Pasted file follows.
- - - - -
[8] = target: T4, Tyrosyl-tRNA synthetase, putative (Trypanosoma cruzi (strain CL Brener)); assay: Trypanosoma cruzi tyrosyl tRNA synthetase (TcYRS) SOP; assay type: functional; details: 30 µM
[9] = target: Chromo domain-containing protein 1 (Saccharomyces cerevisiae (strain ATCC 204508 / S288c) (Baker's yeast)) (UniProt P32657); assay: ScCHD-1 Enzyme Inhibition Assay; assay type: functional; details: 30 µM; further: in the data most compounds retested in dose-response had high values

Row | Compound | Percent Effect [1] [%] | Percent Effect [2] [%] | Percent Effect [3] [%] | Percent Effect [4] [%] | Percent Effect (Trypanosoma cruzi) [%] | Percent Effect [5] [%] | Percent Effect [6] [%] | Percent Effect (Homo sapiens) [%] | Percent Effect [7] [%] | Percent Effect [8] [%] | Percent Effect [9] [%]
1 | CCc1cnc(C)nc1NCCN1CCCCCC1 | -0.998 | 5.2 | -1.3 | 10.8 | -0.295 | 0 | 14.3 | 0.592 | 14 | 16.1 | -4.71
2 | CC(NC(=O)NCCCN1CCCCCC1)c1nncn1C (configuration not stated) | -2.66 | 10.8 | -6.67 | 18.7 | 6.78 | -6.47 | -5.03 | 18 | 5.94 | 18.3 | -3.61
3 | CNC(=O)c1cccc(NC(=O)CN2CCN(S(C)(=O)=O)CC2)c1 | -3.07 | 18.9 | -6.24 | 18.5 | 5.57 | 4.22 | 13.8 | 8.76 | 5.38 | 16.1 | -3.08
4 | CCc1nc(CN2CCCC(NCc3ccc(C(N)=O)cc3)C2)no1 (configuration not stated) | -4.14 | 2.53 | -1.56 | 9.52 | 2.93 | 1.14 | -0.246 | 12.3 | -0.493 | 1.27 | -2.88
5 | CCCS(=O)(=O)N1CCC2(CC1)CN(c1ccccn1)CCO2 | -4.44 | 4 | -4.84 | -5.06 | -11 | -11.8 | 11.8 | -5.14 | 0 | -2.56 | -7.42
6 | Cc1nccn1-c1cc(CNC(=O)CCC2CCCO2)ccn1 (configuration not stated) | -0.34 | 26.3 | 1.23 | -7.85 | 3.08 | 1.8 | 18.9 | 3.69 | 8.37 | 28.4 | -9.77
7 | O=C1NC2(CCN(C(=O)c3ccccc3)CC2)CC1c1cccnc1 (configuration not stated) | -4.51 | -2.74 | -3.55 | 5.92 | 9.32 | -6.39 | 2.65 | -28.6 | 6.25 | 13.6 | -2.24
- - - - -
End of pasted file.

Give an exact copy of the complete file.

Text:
[8] = target: T4, Tyrosyl-tRNA synthetase, putative (Trypanosoma cruzi (strain CL Brener)); assay: Trypanosoma cruzi tyrosyl tRNA synthetase (TcYRS) SOP; assay type: functional; details: 30 µM
[9] = target: Chromo domain-containing protein 1 (Saccharomyces cerevisiae (strain ATCC 204508 / S288c) (Baker's yeast)) (UniProt P32657); assay: ScCHD-1 Enzyme Inhibition Assay; assay type: functional; details: 30 µM; further: in the data most compounds retested in dose-response had high values

Row | Compound | Percent Effect [1] [%] | Percent Effect [2] [%] | Percent Effect [3] [%] | Percent Effect [4] [%] | Percent Effect (Trypanosoma cruzi) [%] | Percent Effect [5] [%] | Percent Effect [6] [%] | Percent Effect (Homo sapiens) [%] | Percent Effect [7] [%] | Percent Effect [8] [%] | Percent Effect [9] [%]
1 | CCc1cnc(C)nc1NCCN1CCCCCC1 | -0.998 | 5.2 | -1.3 | 10.8 | -0.295 | 0 | 14.3 | 0.592 | 14 | 16.1 | -4.71
2 | CC(NC(=O)NCCCN1CCCCCC1)c1nncn1C (configuration not stated) | -2.66 | 10.8 | -6.67 | 18.7 | 6.78 | -6.47 | -5.03 | 18 | 5.94 | 18.3 | -3.61
3 | CNC(=O)c1cccc(NC(=O)CN2CCN(S(C)(=O)=O)CC2)c1 | -3.07 | 18.9 | -6.24 | 18.5 | 5.57 | 4.22 | 13.8 | 8.76 | 5.38 | 16.1 | -3.08
4 | CCc1nc(CN2CCCC(NCc3ccc(C(N)=O)cc3)C2)no1 (configuration not stated) | -4.14 | 2.53 | -1.56 | 9.52 | 2.93 | 1.14 | -0.246 | 12.3 | -0.493 | 1.27 | -2.88
5 | CCCS(=O)(=O)N1CCC2(CC1)CN(c1ccccn1)CCO2 | -4.44 | 4 | -4.84 | -5.06 | -11 | -11.8 | 11.8 | -5.14 | 0 | -2.56 | -7.42
6 | Cc1nccn1-c1cc(CNC(=O)CCC2CCCO2)ccn1 (configuration not stated) | -0.34 | 26.3 | 1.23 | -7.85 | 3.08 | 1.8 | 18.9 | 3.69 | 8.37 | 28.4 | -9.77
7 | O=C1NC2(CCN(C(=O)c3ccccc3)CC2)CC1c1cccnc1 (configuration not stated) | -4.51 | -2.74 | -3.55 | 5.92 | 9.32 | -6.39 | 2.65 | -28.6 | 6.25 | 13.6 | -2.24